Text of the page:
Some will rather dismiss the whole question as irrelevant. There is no such thing as the public interest, they claim. Yet can capitalism at its best, the unbounded spirit of enterprise, adequately arbitrate between different energy sources? Hardly suspect of anticapitalist fervor, the Lex does mention the possibility of "further technological breakthroughs" in "clean non nuclear energy", but meanwhile opines that "nuclear power is here to stay" in view of its intrinsic strengths. When Germany chose to close its nuclear plants, it only did it in the name of the common good.
Cynics may rename it political expediency. Again I let you be the judge. My point is that there is no more urgent need today than to better understand and promote social solidarity lest we slowly sink into some nightmarish future, evolving into global serfdom or worse.
Solidarity comes from membership in a shared association which, in sedentary societies, means being settled within some borders. This dependency on location is behind three perennial issues, to give human content to geography, this barest of "identity", deal with non location-based organizations, scale up in the presence of neighbors. While the European Union presents an examplary answer to the last one, it struggles to address the first two.
Solidarity requires contributions from all members. Over the long term the existence of the United States is threatened by the way some vocal US citizens hold the very principle of federal taxes and regulations so publicly in contempt and consider solidarity to be paying sloth a salary.
There cannot be contributions without redistribution. Unfortunately it is often justified by society as needed to compensate poor victims, when it ought to recognize proud members. The latter have duties and share responsibilities, while the former have rights and expect entitlements.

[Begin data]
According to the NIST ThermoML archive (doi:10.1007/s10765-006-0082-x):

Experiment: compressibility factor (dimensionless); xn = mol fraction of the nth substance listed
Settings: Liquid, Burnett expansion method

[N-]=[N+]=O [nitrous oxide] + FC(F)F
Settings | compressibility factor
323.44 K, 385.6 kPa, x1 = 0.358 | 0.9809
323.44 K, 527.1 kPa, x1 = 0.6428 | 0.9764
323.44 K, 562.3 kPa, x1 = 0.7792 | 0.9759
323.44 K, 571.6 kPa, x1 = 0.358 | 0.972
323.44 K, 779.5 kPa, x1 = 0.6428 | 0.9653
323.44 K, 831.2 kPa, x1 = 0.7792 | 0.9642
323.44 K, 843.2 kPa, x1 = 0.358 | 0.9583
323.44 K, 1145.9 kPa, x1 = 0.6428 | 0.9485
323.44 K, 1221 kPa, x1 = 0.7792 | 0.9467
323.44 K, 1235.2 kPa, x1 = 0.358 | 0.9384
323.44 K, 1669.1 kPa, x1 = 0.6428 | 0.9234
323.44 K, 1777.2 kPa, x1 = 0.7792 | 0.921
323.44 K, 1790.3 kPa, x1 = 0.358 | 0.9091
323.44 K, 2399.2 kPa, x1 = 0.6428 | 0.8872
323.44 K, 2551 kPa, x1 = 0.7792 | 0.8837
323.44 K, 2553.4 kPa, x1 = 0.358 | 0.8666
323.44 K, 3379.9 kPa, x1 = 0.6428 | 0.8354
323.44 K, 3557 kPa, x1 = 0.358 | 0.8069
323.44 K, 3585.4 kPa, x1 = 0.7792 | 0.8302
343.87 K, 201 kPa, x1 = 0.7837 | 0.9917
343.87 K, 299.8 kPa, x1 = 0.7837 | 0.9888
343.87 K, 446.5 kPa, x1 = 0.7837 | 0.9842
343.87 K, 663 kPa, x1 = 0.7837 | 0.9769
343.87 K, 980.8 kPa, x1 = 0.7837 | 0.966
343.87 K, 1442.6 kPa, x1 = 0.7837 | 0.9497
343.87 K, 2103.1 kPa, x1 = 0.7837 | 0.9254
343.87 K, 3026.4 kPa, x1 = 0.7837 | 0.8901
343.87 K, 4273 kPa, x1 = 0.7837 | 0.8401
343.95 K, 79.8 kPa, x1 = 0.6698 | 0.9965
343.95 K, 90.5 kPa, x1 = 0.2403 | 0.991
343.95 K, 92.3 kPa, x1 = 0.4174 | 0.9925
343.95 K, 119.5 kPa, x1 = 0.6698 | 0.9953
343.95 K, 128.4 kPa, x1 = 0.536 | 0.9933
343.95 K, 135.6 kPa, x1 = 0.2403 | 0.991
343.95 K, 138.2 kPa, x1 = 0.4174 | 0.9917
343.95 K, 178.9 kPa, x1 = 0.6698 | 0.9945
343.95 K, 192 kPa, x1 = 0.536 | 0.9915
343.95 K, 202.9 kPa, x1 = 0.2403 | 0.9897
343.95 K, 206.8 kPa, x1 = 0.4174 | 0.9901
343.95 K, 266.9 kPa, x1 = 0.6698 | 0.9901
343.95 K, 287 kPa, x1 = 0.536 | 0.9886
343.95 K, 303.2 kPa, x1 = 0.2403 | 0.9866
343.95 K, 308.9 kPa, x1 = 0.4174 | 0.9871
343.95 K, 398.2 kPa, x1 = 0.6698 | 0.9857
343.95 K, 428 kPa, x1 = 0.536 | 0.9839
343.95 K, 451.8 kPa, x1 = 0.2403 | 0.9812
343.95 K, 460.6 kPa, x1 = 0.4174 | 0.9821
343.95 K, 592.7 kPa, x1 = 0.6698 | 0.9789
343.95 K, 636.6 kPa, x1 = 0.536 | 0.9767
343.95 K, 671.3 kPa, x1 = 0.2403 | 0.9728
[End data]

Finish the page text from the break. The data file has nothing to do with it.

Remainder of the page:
There should be no contribution without representation. There again it is a grave error to let this democratic principle be corrupted by the pronaocratic practice of vote buying. For as soon as moneyed interests come to adulterate social solidarity, it eliminates this essential ingredient from the mixture which powers society. As necessary as pure anglo-saxon capitalism has proven itself to be, it is definitely not sufficient.
To see pronaocracy in action, look up David Carr on "SOPA, which stands for Stop Online Piracy Act", under discussion by the US Congress (***). Even if badly needed to properly protect digital property, good laws are a challenge to write. That SOPA has flaws, well explained by David Carr, is not my point today. Ponder instead how "Maplight, a site that researches the influence of money in politics, reported that the 32 sponsors of [SOPA] received four times as much in contributions from the entertainment industry as they did from software and Internet companies".
A culture of plunder does undermine our Information Age and I am against all digital piracy. But I have only scorn for paid for legislation which willfully ignores corporate piracy while it knows no bounds when it comes to stopping individual piracy, besides opposing corporate interests.
Membership, contributions, redistribution, representation. Today's private apathy meets solidarity and public interest. Which way to Tahrir Sq.?
- (*) ..... Flash crash threatens to come back with a vengeance, by Gillian Tett (Financial Times) - Dec 30, 2011
- (**) ... Nuclear energy, by the Lex column (Financial Times) - Dec 30, 2011
- (***) . The Danger Of an Attack On Piracy Online, by David Carr (New York Times) - Jan 2, 2012
- (1) a few ten thousandths of its normal market value
- (2) see The Global Financial Markets: An Ultra-Large-Scale System Perspective, by Dave Cliff and Linda Northrop (Government Office for Science) - 2010
- (3) see Formula One regulations in the wikipedia